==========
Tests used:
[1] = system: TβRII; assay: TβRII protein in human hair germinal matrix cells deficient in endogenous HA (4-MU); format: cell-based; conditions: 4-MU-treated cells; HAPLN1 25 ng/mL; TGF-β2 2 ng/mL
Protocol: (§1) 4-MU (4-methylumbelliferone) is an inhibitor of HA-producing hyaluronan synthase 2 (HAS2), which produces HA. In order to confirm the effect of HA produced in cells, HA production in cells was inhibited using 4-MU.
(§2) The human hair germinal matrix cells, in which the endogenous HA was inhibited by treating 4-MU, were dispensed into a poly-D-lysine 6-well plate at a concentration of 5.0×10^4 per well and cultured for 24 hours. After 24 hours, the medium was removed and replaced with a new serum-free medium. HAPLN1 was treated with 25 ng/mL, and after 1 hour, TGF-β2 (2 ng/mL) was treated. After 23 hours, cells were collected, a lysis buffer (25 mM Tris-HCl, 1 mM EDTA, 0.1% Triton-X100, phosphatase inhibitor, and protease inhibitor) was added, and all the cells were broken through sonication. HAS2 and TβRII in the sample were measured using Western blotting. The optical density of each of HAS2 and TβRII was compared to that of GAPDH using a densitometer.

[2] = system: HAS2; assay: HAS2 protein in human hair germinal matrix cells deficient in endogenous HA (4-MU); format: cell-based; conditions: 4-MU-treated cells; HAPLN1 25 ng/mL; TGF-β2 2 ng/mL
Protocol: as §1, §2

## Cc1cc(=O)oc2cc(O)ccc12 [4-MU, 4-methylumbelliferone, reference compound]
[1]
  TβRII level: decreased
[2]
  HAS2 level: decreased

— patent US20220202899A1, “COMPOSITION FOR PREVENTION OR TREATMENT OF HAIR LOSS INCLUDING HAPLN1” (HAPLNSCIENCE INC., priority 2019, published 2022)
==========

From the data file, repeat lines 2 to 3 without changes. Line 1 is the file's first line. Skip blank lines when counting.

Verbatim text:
[1] = system: TβRII; assay: TβRII protein in human hair germinal matrix cells deficient in endogenous HA (4-MU); format: cell-based; conditions: 4-MU-treated cells; HAPLN1 25 ng/mL; TGF-β2 2 ng/mL
Protocol: (§1) 4-MU (4-methylumbelliferone) is an inhibitor of HA-producing hyaluronan synthase 2 (HAS2), which produces HA. In order to confirm the effect of HA produced in cells, HA production in cells was inhibited using 4-MU.